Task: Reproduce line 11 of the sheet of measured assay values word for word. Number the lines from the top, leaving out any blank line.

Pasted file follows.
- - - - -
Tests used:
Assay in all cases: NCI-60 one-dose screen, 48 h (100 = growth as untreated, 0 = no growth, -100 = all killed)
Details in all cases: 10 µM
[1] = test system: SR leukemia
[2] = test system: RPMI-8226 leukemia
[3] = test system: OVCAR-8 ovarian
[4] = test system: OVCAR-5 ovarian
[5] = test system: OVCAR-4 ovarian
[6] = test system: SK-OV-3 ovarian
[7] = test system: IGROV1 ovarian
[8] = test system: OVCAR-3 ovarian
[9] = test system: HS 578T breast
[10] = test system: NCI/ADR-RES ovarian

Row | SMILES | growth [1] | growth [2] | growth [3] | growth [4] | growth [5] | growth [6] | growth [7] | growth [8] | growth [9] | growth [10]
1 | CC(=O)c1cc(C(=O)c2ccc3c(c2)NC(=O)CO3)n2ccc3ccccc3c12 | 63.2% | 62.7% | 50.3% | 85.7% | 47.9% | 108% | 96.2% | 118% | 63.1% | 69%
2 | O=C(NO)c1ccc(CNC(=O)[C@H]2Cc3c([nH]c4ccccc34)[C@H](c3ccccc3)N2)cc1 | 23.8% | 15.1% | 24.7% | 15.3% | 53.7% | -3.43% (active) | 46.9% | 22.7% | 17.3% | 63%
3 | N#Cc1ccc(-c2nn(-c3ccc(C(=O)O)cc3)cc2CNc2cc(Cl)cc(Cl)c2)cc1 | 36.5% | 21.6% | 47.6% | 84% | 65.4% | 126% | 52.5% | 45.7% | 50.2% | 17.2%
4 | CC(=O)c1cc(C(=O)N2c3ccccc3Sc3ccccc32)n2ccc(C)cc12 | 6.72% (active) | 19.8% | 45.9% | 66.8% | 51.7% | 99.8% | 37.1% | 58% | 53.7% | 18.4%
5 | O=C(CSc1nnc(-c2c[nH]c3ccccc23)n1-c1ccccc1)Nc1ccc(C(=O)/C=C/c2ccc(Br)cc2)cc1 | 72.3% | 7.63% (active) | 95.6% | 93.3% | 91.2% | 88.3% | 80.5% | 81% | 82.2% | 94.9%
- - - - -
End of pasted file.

[8] = test system: OVCAR-3 ovarian